Sentence Examples with the word joint

Of Halicz, and the ravaging of that fruitful border principality by the Tatars, induced Casimir and Charles Robert to establish their joint influence there, and in 1344 the Red Russian boyar, Demetrius Detko, was appointed starosta, or governor, in the names of the two kings.

Prussia first set foot on the Rhine in 1609 by the joint occupation of Cleves; and about a century later Upper Gelderland and Mors also became Prussian.

Donald talked about some sort of joint custody when he brought him up to meet me.

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A joint conference between representatives of the two bodies, held in London in 1900, did much towards securing the uniformity of ideas which is so essential between associations having interests in common.

For the medieval history of Hungary the Mdtydskori diplomatikai emlekek (Diplomatic Memorials of the Time of Matthias Corvinus), issued by the academy under the joint editorship of Ivan Nagy and Baron Albert Nyary, affords interesting material.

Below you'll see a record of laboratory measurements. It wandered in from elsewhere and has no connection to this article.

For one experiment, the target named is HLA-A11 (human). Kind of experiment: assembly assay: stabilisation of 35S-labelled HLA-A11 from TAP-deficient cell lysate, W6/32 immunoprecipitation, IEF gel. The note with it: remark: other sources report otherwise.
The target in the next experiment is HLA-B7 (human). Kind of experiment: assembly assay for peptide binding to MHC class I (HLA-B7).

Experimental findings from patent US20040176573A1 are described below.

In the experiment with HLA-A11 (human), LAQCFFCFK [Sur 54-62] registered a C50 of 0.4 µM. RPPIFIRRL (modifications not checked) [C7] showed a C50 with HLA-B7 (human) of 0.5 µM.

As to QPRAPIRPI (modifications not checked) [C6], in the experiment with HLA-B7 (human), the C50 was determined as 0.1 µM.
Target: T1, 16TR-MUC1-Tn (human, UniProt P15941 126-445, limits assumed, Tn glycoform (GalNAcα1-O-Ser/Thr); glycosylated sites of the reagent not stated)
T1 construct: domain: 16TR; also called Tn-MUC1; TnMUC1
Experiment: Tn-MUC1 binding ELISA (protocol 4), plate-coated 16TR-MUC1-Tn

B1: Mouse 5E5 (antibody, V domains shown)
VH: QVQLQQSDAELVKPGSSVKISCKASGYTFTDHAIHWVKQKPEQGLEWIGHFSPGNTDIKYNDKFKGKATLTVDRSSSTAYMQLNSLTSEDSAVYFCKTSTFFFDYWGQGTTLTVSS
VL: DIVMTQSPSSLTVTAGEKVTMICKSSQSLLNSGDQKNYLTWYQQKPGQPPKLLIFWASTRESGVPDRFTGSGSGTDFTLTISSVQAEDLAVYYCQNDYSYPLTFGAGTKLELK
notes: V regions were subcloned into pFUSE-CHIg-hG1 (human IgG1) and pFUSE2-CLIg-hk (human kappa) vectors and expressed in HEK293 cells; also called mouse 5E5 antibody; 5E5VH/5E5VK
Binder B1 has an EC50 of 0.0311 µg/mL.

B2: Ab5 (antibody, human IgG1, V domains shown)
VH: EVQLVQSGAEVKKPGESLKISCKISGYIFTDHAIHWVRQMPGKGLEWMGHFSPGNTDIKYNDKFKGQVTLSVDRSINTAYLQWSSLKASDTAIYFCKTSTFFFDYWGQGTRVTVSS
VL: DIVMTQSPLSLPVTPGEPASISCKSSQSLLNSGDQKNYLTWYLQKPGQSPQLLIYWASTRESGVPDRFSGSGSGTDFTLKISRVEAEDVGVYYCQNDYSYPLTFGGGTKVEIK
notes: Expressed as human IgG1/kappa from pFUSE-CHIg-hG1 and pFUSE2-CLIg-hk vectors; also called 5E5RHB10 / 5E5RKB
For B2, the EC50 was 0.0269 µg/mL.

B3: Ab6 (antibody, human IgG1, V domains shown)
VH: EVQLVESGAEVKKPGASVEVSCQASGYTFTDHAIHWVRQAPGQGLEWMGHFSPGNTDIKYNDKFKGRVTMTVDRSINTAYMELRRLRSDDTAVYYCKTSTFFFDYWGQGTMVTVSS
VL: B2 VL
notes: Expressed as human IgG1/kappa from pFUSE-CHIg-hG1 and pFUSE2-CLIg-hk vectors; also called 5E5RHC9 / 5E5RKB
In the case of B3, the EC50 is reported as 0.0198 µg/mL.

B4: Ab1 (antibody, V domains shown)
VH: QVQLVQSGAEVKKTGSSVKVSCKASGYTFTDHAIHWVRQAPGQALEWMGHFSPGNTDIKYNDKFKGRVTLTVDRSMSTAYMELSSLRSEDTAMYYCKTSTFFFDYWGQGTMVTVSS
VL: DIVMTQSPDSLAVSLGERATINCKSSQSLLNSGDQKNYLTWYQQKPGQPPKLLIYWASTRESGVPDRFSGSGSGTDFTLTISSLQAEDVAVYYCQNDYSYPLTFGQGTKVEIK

Yeah, but remember a lot of guys go in the joint and a lot of guys get out.

The colonists were also angered by the attempt to 1 Between 1735 and 1746 the southern boundary was first definitely established by a joint commission of North Carolina, South Carolina and Georgia.

Prae-genital somite suppressed; the opisthosma consisting of nine segments, whereof the first and second are almost suppressed and concealed within the joint between the prosoma and the opisthosoma; the following four large and manifest, and the remaining FIG.

As a reward for his conspicuous services in connexion with the Chinese War Ito was made a marquis, and in 1897 he accompanied Prince Arisugawa as a joint representative of the Mikado at the Diamond Jubilee of Queen Victoria.

If the joint be provided either with projections and recesses, such as murtises and tenons, or with fastenings, such as pins or bolts, so as to resist displacement by sliding, the question of the utmost amount of the tangential resistance CQ which it is capable of exerting depends on the strength of such projections, recesses, or fastenings; and belongs to the subject of strength, and not to that of stability.